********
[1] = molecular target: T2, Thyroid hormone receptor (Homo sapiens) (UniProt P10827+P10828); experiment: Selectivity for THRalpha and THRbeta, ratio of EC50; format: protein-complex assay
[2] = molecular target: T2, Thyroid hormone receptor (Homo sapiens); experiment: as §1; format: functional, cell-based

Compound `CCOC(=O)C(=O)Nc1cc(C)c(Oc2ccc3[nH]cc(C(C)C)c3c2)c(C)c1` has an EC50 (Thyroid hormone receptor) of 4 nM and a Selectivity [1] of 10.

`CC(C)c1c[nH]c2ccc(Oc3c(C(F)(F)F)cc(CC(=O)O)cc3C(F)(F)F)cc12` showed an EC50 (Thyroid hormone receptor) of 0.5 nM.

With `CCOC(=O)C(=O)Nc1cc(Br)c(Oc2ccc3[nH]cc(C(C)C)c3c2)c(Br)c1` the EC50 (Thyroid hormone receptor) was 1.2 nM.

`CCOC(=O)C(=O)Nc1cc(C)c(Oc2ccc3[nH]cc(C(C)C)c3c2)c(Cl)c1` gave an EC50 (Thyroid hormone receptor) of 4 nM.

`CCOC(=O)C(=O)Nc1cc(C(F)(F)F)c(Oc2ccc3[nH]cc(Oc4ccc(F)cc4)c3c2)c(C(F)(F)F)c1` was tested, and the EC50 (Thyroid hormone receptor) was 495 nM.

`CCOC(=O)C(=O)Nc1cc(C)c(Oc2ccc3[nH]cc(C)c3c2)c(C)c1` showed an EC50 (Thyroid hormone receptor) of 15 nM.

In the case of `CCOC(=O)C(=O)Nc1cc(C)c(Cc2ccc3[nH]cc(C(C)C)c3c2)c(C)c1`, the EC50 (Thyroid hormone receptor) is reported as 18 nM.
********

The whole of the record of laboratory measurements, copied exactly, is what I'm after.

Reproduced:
[1] = molecular target: T2, Thyroid hormone receptor (Homo sapiens) (UniProt P10827+P10828); experiment: Selectivity for THRalpha and THRbeta, ratio of EC50; format: protein-complex assay
[2] = molecular target: T2, Thyroid hormone receptor (Homo sapiens); experiment: as §1; format: functional, cell-based

Compound `CCOC(=O)C(=O)Nc1cc(C)c(Oc2ccc3[nH]cc(C(C)C)c3c2)c(C)c1` has an EC50 (Thyroid hormone receptor) of 4 nM and a Selectivity [1] of 10.

`CC(C)c1c[nH]c2ccc(Oc3c(C(F)(F)F)cc(CC(=O)O)cc3C(F)(F)F)cc12` showed an EC50 (Thyroid hormone receptor) of 0.5 nM.

With `CCOC(=O)C(=O)Nc1cc(Br)c(Oc2ccc3[nH]cc(C(C)C)c3c2)c(Br)c1` the EC50 (Thyroid hormone receptor) was 1.2 nM.

`CCOC(=O)C(=O)Nc1cc(C)c(Oc2ccc3[nH]cc(C(C)C)c3c2)c(Cl)c1` gave an EC50 (Thyroid hormone receptor) of 4 nM.

`CCOC(=O)C(=O)Nc1cc(C(F)(F)F)c(Oc2ccc3[nH]cc(Oc4ccc(F)cc4)c3c2)c(C(F)(F)F)c1` was tested, and the EC50 (Thyroid hormone receptor) was 495 nM.

`CCOC(=O)C(=O)Nc1cc(C)c(Oc2ccc3[nH]cc(C)c3c2)c(C)c1` showed an EC50 (Thyroid hormone receptor) of 15 nM.

In the case of `CCOC(=O)C(=O)Nc1cc(C)c(Cc2ccc3[nH]cc(C(C)C)c3c2)c(C)c1`, the EC50 (Thyroid hormone receptor) is reported as 18 nM.